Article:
A disaster preparedness consultant can help a business protect its most powerful asset: its data

How a disaster preparedness consultant can assist a small business with virtual servers

In past generations, small businesses were forced to procure expensive and bulky hardware that was rather rigid in the amount of data that could be held. Consequently, it was often the case that either a small business was forced to pay for all kinds of extra space that would sit around collecting dust, or otherwise have to go through a stressful process of procuring additional hardware if there wasn't enough space.

However, with virtualization, this issue is not so problematic. Virtualization is the process of deploying digital versions of things like hardware, servers and storage space that formerly only existed in tangible, hard form. Consequently, by adopting virtual versions of these items, upfront costs are lower and the system can be scaled upwards or downwards at any given time to meet the precise storage needs of the company at that exact moment.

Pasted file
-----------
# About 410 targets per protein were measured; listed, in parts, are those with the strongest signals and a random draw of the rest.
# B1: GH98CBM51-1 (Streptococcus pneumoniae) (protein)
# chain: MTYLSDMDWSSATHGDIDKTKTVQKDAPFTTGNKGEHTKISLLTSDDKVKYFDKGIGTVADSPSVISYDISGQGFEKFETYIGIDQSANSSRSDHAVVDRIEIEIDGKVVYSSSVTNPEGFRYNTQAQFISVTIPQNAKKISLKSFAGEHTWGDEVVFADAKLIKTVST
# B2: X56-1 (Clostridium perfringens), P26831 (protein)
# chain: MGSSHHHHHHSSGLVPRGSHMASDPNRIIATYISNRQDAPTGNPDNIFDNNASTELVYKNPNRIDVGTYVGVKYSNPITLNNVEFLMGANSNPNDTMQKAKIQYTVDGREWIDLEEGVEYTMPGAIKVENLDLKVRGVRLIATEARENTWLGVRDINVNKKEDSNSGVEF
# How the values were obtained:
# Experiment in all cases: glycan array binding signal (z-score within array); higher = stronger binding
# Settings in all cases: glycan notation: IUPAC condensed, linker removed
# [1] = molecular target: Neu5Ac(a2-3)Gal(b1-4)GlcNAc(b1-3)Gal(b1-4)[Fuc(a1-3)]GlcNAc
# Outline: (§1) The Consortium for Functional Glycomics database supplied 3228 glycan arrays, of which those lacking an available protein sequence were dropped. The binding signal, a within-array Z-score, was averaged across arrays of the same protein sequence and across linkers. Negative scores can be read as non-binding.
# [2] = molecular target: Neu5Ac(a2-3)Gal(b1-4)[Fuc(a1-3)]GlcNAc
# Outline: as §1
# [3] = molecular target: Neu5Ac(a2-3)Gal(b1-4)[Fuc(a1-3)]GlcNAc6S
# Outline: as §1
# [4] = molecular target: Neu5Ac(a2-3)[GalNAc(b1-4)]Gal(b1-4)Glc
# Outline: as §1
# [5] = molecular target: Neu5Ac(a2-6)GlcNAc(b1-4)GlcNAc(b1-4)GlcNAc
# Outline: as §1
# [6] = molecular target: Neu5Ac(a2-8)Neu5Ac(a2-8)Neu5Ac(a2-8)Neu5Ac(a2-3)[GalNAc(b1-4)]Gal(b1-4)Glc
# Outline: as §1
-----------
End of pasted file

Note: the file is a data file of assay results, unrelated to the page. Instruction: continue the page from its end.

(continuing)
As such, it is not terribly surprising that the Disaster Recovery Index – a measure generated by surveying 6,000 IT professionals worldwide – found that virtual server adoption amongst small businesses is forecasted to grow by over 20 percent by the end of 2012.

Yet, that statistic is coupled with the fact that many small businesses do not seem to be taking the same data precautions with their virtual servers as physical ones. For example, the Index found that only 37 percent of the polled respondents backed up their virtual servers daily and that only just over 30 percent backed up virtual servers with the same frequency as physical ones.

Additionally, only just over 20 percent had an offsite data backup plan.

In order to prevent the significant consequences that manifest when a data loss occurs, it would be wise for small businesses that are utilizing virtual servers to deploy the services of a disaster preparedness consultant. Not only can these professionals help a small business facilitate superior data backup and recovery, but also negotiate the best price possible on a remotely located hot site that stores the full scope of a company's data. Taking this measure will enable a small business to get right back on track at a new location should an emergency hinder performance at a primary site.